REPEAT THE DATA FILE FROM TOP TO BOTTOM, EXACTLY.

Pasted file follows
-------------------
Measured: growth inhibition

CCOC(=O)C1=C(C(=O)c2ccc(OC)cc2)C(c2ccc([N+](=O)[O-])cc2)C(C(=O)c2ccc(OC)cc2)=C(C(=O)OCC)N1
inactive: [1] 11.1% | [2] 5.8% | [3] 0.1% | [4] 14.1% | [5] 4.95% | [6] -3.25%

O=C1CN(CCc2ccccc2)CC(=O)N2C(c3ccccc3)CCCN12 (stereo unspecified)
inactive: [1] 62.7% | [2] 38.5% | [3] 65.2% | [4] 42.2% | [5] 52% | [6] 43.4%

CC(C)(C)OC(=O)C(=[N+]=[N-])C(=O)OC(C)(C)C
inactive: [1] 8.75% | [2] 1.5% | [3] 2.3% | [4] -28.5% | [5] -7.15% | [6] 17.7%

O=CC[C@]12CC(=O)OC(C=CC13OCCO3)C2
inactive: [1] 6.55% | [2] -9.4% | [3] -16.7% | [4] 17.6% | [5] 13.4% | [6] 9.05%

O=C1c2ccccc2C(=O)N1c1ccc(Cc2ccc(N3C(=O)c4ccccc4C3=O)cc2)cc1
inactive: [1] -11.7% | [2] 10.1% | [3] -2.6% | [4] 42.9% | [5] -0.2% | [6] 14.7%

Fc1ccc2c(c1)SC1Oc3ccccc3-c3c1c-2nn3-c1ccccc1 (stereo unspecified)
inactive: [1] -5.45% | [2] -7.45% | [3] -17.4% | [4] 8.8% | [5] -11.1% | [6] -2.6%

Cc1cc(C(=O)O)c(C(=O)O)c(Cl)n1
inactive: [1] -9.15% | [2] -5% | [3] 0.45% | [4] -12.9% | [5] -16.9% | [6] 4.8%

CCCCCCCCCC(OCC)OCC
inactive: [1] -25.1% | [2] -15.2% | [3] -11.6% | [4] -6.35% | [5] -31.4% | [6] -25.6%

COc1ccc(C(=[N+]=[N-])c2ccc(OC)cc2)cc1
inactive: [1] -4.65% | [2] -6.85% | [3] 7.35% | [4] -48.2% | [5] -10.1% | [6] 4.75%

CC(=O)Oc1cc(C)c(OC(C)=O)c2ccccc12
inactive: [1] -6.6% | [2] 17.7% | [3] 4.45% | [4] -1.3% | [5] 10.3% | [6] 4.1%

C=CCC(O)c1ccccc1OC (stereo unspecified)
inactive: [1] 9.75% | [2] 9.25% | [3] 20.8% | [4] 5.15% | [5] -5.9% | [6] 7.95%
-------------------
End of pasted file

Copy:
Measured: growth inhibition

CCOC(=O)C1=C(C(=O)c2ccc(OC)cc2)C(c2ccc([N+](=O)[O-])cc2)C(C(=O)c2ccc(OC)cc2)=C(C(=O)OCC)N1
inactive: [1] 11.1% | [2] 5.8% | [3] 0.1% | [4] 14.1% | [5] 4.95% | [6] -3.25%

O=C1CN(CCc2ccccc2)CC(=O)N2C(c3ccccc3)CCCN12 (stereo unspecified)
inactive: [1] 62.7% | [2] 38.5% | [3] 65.2% | [4] 42.2% | [5] 52% | [6] 43.4%

CC(C)(C)OC(=O)C(=[N+]=[N-])C(=O)OC(C)(C)C
inactive: [1] 8.75% | [2] 1.5% | [3] 2.3% | [4] -28.5% | [5] -7.15% | [6] 17.7%

O=CC[C@]12CC(=O)OC(C=CC13OCCO3)C2
inactive: [1] 6.55% | [2] -9.4% | [3] -16.7% | [4] 17.6% | [5] 13.4% | [6] 9.05%

O=C1c2ccccc2C(=O)N1c1ccc(Cc2ccc(N3C(=O)c4ccccc4C3=O)cc2)cc1
inactive: [1] -11.7% | [2] 10.1% | [3] -2.6% | [4] 42.9% | [5] -0.2% | [6] 14.7%

Fc1ccc2c(c1)SC1Oc3ccccc3-c3c1c-2nn3-c1ccccc1 (stereo unspecified)
inactive: [1] -5.45% | [2] -7.45% | [3] -17.4% | [4] 8.8% | [5] -11.1% | [6] -2.6%

Cc1cc(C(=O)O)c(C(=O)O)c(Cl)n1
inactive: [1] -9.15% | [2] -5% | [3] 0.45% | [4] -12.9% | [5] -16.9% | [6] 4.8%

CCCCCCCCCC(OCC)OCC
inactive: [1] -25.1% | [2] -15.2% | [3] -11.6% | [4] -6.35% | [5] -31.4% | [6] -25.6%

COc1ccc(C(=[N+]=[N-])c2ccc(OC)cc2)cc1
inactive: [1] -4.65% | [2] -6.85% | [3] 7.35% | [4] -48.2% | [5] -10.1% | [6] 4.75%

CC(=O)Oc1cc(C)c(OC(C)=O)c2ccccc12
inactive: [1] -6.6% | [2] 17.7% | [3] 4.45% | [4] -1.3% | [5] 10.3% | [6] 4.1%

C=CCC(O)c1ccccc1OC (stereo unspecified)
inactive: [1] 9.75% | [2] 9.25% | [3] 20.8% | [4] 5.15% | [5] -5.9% | [6] 7.95%